August 26, 2013

Ethics: How to mind your multimedia production manners

Doing the right thing is often connected to doing things right.

While I am not an attorney (and don't play one of television, either), there are some tips and recommendations I can make to help any corporate communications professional involved in producing video or motion media. Make sure your corporate ethics are mirrored by your creative and production vendor partners.  Here are the basics:
  • If you use licensed music, footage, animation, or graphics, ask to have a copy of the licensing agreement for your project file.
  • If your voice or on-camera talent isn't a "buy out" (a buy out means the talent's recording can be used for any purpose for as long as you like--as defined in an agreement/"dealmemo"), make sure you get a copy of the contract, so you can see and adhere to whatever "use" limitations there might be.
  • If confidentiality is important to you, make sure your contract with your vendor partner has a non-disclosure agreement clause that ALSO covers all their subcontractors and employees.
  • If your production contract is based on time and materials, make sure you have documentation from your vendor to justify the hours/days spent by their employees and sub-contractors on your project.
  • If your production contract is a Firm Fixed Price or Not-to-Exceed basis, make sure you spell out the specific details in a Scope of Work.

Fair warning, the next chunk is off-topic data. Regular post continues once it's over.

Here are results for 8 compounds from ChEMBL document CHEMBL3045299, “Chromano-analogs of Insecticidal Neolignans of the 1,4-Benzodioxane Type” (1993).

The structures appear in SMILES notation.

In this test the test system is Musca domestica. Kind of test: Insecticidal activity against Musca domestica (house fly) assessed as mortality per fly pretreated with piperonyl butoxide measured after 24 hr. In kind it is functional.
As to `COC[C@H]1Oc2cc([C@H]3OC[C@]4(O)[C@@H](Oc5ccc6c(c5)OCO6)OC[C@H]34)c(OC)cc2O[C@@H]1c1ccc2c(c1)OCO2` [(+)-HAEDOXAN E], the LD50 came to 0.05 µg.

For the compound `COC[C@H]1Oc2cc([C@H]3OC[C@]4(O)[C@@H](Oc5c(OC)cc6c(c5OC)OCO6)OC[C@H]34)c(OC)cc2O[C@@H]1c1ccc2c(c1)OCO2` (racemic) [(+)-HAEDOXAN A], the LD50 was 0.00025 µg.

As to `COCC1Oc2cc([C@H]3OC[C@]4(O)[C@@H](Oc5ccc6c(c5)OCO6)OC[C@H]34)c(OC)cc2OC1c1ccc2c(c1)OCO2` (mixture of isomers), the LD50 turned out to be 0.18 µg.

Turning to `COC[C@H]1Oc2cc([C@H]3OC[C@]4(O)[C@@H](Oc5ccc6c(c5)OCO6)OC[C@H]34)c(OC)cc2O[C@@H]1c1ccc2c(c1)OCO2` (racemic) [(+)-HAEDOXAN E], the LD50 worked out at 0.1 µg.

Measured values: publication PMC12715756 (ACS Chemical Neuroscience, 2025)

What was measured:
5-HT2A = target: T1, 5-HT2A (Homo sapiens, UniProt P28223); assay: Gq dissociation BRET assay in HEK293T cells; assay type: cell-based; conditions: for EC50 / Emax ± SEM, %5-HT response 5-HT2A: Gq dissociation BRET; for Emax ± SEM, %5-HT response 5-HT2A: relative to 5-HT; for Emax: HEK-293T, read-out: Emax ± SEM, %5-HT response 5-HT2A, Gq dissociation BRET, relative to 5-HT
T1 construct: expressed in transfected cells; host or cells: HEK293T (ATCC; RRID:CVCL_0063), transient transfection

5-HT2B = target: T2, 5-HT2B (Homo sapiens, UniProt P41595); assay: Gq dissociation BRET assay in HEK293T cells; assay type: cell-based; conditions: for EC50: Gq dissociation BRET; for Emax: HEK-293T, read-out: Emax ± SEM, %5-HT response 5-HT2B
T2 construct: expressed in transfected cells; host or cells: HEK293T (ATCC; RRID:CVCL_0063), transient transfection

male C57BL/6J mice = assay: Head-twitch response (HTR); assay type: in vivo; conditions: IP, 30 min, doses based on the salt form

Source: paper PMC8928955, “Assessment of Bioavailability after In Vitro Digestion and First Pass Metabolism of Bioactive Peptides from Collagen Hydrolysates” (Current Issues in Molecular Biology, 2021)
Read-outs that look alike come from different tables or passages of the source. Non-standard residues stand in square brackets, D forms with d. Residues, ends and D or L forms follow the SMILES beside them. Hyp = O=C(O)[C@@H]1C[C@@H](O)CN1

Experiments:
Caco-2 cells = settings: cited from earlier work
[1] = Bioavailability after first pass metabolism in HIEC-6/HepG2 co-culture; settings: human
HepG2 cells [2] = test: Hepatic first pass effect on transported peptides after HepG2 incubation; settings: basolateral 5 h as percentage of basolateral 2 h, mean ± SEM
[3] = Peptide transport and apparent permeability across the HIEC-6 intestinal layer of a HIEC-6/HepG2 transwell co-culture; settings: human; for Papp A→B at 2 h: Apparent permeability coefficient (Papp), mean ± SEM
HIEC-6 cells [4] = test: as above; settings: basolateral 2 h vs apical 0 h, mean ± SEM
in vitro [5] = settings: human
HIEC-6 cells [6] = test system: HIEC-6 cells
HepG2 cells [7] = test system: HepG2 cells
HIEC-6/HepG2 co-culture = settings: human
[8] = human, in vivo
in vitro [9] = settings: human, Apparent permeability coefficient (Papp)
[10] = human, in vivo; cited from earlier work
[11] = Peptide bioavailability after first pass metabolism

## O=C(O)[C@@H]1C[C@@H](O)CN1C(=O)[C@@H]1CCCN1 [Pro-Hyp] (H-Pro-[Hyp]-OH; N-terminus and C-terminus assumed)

• Make sure you have "talent releases" for anyone featured in the video, whether they are professional talent or employees/managers/executives, or people on-the-street. There are some exceptions to this in public venues...and other ways of notifying the public that their image or voice may be used in a production.
  • If filming on location, make sure you have "location releases" that acknowledge the imagery of that location may be used, and whatever other details are necessary.
  • Often, large companies or government entities require a Certificate of Insurance from production vendors, with their organizations listed as additionally insured. There is typically no/low additional charge for these to be drawn up by the insurance agent, beyond the annual policy carried by the production company...unless you require more business liability coverage than is carried by the production company (typically $1,000,000).
  • And finally, make sure proper permitting has been arranged...this can get complicated, i.e. city, county, state, federal government property and facilities sometimes overlap. Coastal commissions, airport/port authorities, DOD/Navy/USMC/USA/USAF military bases, Parks, etc. 
And, it's always a good idea to run your contracts and arrangements by your attorney or corporate counsel.

Particularly in the era of social media, instant video uploads, and user generated content...minding your manners is much more complicated than "please & thank you."  Poor choices can risk the organization's reputation, their brand, and even their stock price.  

Any other tips or lessons learned? Leave a comment!